Wednesday, 9 May 2018

My Year in Books 2018: April

I'm doing alright with this New Year's Resolution business! Didn't get as much time to read in April as previously, as it's been a pretty hectic month, but still found some snatches of time to read a couple of novels for pleasure. And I'm still sticking to my word count for reviews as well. This is probably the best I've ever done with a resolution!

Here are the links to my previous posts from January, February and March. And here are the books I read in April.

The Angel's Game by Carlos Ruiz Zafón (2008; translated by Lucia Graves, 2009)

One thing I’m trying to do with this New Year’s resolution is catch up with the books I’ve borrowed over the past couple of years, then never read. This is another loan from my mother-in-law – though, like The Liar last month, it’s not the sort of thing we normally share. The Angel’s Game definitely has supernatural undertones, but it’s more ‘literary fiction’ than I normally go for. Set in Barcelona in the 1920s, the book tells the story of a struggling writer, David Martín, who begins his career at a newspaper after his father is killed. As David excels in the world of pulp serial fiction, he dreams of writing a ‘real’ novel. Dogged by failure, he’s approached by a mysterious French publisher who makes him an offer that seems too good to be true. The premise had me totally hooked, but I found the novel patchy. Some chapters/sequences were captivating and evocative, but much of the book was drawn-out and tedious. In places, it was rather repetitive and, as with a lot of men’s literary fiction, the presentation of women was awful (we’re only a couple of chapters in before the first Manic Pixie Dream Girl appears, and oh boy! is the protagonist’s mum to blame for a lot). That said, those captivating sequences kept me reading, and I did love the house that is the setting for much of the novel, so it wasn’t all bad. I’m on the fence as to whether this is a recommendation though.

Fall of Night by Rachel Caine (2013)

Fall of Night is the fourteenth and penultimate book in Caine’s Morganville Vampires YA series. I’ve been a fan of the series for a while – I’d go as far as to say the books are the best YA vampire books I’ve read – but I never got round to reading the last two books in the series (collateral damage in my ‘no time to read for pleasure’ situation). It’s been a few years since I read the thirteenth book (Bitter Blood), but it was surprisingly easy to get back into the series. At the end of Bitter Blood, protagonist Claire Danvers had finally helped her uneasy vampire allies defeat the various foes attacking the small Texas town of Morganville, and she’s played her part in setting a new era of human/vampire relations in motion. As a reward, she’s been given permission by head vampire and town founder to leave the town and pursue her studies at MIT (something Claire has dreamed of since she first rocked up in Morganville in the first book). Of course, things aren’t really what they seem and Claire has more enemies (human and vampire) to face. As with the rest of the series, the books feature a likable heroine, with a great team of sidekicks, and vampires that are more three-dimensional than in (perhaps) any other YA series. It’s a fun read, but I’d suggest reading the rest of the series first – so you’re familiar with the characters and the rules of their quirky vampiric town.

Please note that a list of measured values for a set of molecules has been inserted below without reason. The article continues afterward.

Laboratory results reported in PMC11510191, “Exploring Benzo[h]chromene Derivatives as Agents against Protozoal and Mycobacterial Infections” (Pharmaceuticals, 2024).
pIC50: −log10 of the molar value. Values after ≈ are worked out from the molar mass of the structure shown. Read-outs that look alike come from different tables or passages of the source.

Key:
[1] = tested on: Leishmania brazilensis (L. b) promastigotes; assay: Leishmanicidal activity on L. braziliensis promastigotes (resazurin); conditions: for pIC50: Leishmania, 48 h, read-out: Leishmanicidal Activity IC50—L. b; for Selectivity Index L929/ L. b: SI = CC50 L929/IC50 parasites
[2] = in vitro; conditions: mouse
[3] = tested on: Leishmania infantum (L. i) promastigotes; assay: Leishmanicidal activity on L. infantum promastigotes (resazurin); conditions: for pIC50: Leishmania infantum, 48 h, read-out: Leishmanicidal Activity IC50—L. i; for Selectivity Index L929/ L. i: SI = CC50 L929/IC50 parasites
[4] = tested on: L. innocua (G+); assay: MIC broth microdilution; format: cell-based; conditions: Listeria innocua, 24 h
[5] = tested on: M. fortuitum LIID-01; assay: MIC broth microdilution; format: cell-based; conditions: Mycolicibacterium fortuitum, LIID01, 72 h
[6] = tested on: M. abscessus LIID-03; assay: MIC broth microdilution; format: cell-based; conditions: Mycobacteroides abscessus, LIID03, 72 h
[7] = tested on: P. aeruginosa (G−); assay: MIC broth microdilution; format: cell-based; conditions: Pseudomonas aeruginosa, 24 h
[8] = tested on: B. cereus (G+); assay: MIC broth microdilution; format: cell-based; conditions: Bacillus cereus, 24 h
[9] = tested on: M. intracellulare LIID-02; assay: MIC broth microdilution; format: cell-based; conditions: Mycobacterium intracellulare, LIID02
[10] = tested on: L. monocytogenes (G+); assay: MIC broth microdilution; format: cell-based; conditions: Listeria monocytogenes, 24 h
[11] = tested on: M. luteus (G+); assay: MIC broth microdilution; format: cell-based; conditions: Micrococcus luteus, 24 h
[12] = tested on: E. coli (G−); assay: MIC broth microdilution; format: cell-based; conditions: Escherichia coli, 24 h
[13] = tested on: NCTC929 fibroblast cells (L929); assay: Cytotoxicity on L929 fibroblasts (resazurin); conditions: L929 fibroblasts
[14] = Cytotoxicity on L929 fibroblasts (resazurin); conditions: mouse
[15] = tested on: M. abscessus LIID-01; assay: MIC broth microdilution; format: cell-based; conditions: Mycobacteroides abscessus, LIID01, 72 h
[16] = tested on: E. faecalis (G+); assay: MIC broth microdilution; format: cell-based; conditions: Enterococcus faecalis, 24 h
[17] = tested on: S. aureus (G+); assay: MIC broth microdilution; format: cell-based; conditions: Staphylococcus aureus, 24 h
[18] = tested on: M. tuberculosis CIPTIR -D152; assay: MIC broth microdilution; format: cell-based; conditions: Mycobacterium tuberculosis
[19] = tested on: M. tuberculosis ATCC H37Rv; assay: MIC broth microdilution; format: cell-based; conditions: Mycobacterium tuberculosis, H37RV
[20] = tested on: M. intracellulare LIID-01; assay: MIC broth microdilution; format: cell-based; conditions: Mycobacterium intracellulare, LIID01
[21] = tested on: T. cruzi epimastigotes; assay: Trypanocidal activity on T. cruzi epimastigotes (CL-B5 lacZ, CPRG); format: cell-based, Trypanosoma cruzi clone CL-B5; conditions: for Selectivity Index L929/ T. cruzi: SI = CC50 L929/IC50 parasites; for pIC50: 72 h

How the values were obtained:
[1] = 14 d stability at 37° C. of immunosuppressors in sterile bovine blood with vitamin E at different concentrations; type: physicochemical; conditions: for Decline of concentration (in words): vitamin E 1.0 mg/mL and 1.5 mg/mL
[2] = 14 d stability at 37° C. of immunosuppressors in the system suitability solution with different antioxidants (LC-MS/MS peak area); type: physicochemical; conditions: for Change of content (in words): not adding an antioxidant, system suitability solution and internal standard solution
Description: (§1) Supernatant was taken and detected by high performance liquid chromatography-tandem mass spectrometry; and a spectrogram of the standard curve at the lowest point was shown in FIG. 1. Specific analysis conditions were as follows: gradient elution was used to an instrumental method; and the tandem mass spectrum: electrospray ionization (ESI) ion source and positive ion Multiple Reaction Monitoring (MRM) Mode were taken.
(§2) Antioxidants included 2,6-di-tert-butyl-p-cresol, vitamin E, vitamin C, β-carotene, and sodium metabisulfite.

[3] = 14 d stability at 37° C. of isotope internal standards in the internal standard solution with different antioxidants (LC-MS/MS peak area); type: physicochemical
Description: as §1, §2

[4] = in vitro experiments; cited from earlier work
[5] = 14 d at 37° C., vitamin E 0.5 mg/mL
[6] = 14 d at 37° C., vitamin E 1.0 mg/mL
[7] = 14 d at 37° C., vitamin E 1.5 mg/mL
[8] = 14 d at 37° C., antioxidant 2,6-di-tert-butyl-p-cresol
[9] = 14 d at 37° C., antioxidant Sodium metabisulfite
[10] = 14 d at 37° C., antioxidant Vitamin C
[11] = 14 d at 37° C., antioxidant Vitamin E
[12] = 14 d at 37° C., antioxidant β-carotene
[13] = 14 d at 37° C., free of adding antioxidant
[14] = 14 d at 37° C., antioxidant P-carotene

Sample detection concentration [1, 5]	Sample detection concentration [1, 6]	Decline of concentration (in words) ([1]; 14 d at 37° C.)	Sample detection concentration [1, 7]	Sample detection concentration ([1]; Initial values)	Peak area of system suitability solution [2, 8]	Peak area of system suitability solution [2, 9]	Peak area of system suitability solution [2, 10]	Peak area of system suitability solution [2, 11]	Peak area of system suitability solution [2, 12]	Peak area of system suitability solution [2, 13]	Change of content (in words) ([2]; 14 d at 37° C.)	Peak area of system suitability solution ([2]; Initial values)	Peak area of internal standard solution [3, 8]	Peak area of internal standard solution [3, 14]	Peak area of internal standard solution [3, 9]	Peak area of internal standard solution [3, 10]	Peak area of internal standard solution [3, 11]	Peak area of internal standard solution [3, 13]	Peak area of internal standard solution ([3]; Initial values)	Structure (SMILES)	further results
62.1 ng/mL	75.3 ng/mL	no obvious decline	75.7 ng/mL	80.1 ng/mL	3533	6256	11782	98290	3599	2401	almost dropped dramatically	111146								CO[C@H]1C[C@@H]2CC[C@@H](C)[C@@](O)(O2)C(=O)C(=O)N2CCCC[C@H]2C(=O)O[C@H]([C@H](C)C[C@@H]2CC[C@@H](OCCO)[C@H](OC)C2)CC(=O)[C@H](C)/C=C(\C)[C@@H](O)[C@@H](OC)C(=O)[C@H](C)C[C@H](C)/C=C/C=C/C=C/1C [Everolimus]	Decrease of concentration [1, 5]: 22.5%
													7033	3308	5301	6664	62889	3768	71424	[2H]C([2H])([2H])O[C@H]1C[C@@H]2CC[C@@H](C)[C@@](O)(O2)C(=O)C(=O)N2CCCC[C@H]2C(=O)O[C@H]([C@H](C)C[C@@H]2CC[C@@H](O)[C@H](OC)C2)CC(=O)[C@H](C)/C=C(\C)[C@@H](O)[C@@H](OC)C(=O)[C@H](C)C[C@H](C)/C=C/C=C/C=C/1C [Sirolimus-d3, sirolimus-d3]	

Daylighters by Rachel Caine (2013)

I followed Fall of Night straightaway with Daylighters, the fifteenth and final book in Caine’s series. Morganville Vampires is an interesting series in that most books follow on immediately from their predecessor, with some ending on a mid-action cliffhanger. Fall of Night and Daylighters work like this, with the shock ending of the former being the dramatic opening scene of the latter. It’s an aspect of the series that encourages binge reading, and I’ve read quite a few of the books back-to-back. Without spoiling the plot of Fall of Night, I’ll say that Daylighters sees Claire and her (human and vampire) friends return to Morganville after their brief sojourn in Cambridge (the one in Massachusetts) to find that things are very different to when they left – there is, of course, one final battle to be faced. While there were certain aspects of this book I loved – it has all the chemistry of the previous titles, and a certain supernatural creature (sort of) makes its long-awaited appearance in the series – it is a little let down by its continuity, which was really apparent reading it straight after Fall of Night. The problem is that the events of Fall of Night clearly took place over the course of a single week, but several months seem to have passed in Morganville. I did enjoy Daylighters, but this niggle annoyed me, as the rest of the series was pretty tight on chronology and continuity. Not my favourite Morganville book, but still a fun read.

The Skeleton Road by Val McDermid (2014)